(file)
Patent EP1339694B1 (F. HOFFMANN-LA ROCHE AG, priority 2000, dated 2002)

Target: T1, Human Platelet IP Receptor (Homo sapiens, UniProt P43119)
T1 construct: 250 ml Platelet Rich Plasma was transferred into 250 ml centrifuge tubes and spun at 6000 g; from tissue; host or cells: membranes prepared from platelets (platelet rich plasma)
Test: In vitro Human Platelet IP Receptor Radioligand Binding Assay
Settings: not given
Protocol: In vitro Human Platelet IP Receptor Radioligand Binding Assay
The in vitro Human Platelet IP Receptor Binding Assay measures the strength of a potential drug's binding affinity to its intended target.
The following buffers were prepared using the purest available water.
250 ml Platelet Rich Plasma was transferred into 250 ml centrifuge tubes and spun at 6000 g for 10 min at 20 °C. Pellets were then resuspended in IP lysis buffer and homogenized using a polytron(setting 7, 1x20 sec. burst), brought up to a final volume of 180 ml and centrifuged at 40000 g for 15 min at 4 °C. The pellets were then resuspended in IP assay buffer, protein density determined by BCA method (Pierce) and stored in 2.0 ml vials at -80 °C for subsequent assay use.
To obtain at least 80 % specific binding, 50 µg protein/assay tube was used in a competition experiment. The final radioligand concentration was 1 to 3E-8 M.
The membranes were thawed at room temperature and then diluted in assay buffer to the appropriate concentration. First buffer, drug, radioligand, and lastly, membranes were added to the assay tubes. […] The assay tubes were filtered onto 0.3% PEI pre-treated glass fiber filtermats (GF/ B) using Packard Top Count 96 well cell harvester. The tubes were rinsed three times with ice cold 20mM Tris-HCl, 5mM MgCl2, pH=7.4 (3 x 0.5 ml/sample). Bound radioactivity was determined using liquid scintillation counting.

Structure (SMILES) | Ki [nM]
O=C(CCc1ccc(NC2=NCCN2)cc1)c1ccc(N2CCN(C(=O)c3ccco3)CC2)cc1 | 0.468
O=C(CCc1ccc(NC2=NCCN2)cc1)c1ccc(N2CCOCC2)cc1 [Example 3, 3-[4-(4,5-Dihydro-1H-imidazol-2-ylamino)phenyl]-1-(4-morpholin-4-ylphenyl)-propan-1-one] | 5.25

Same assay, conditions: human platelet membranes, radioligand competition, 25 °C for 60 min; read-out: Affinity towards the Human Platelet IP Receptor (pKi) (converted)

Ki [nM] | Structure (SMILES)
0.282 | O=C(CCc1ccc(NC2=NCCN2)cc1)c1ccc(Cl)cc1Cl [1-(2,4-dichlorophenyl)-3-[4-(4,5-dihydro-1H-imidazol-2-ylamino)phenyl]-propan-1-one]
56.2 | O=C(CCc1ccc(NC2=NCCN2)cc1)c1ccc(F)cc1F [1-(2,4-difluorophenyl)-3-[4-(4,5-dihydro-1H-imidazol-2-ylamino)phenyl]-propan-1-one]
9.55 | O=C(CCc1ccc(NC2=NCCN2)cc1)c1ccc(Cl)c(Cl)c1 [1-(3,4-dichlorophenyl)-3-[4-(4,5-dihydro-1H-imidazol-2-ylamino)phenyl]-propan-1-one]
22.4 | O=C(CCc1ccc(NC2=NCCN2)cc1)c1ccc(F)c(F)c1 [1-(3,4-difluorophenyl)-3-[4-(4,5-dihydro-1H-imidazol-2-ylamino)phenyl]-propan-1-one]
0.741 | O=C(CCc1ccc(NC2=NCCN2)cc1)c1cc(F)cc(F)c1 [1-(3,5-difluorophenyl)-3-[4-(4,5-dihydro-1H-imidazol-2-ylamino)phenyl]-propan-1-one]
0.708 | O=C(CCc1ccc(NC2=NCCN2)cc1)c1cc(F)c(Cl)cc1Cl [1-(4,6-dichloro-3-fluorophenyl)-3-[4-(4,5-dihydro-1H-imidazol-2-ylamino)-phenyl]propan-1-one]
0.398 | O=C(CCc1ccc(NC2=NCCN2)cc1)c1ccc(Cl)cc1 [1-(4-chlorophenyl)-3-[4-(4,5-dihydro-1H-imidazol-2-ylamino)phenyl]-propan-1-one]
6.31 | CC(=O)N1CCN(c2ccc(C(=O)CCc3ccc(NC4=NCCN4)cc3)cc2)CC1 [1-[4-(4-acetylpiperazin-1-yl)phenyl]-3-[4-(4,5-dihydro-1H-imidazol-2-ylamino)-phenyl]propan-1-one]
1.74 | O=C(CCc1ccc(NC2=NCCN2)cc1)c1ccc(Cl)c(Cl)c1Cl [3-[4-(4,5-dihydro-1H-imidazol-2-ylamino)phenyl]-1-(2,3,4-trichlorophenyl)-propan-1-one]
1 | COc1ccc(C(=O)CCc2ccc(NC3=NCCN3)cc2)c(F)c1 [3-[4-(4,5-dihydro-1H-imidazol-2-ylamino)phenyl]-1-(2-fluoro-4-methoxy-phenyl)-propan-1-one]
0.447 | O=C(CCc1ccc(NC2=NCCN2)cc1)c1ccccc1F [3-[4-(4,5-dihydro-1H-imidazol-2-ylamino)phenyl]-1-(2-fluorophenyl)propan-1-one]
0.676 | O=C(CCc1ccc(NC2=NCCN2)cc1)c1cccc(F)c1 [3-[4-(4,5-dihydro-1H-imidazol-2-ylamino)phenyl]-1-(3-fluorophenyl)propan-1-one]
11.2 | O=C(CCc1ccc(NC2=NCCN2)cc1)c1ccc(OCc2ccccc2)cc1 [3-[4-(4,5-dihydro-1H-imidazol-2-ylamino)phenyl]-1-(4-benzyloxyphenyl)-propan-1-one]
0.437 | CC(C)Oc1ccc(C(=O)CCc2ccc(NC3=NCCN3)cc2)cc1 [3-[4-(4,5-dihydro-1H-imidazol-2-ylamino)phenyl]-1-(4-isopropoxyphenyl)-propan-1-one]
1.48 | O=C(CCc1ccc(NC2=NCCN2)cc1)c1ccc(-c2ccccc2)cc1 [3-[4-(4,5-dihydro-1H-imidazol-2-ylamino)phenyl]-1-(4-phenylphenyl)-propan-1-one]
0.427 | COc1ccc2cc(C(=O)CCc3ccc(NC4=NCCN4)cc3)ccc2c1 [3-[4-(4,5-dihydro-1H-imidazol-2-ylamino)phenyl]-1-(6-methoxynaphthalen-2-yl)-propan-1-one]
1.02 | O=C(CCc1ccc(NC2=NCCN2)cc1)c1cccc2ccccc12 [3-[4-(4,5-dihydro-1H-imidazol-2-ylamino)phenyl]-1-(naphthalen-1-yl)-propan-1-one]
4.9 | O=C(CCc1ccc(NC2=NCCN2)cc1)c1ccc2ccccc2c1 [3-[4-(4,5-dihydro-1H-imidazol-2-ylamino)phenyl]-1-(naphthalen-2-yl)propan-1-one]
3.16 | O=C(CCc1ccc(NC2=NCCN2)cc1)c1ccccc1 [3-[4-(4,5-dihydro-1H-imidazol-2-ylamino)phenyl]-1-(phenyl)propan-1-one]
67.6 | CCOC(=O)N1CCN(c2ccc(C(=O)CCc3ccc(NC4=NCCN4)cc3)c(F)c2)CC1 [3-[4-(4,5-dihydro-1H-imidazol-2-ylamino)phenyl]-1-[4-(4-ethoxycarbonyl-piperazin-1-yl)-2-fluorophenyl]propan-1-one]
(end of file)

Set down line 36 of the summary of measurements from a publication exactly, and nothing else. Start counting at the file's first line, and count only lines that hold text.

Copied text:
67.6 | CCOC(=O)N1CCN(c2ccc(C(=O)CCc3ccc(NC4=NCCN4)cc3)c(F)c2)CC1 [3-[4-(4,5-dihydro-1H-imidazol-2-ylamino)phenyl]-1-[4-(4-ethoxycarbonyl-piperazin-1-yl)-2-fluorophenyl]propan-1-one]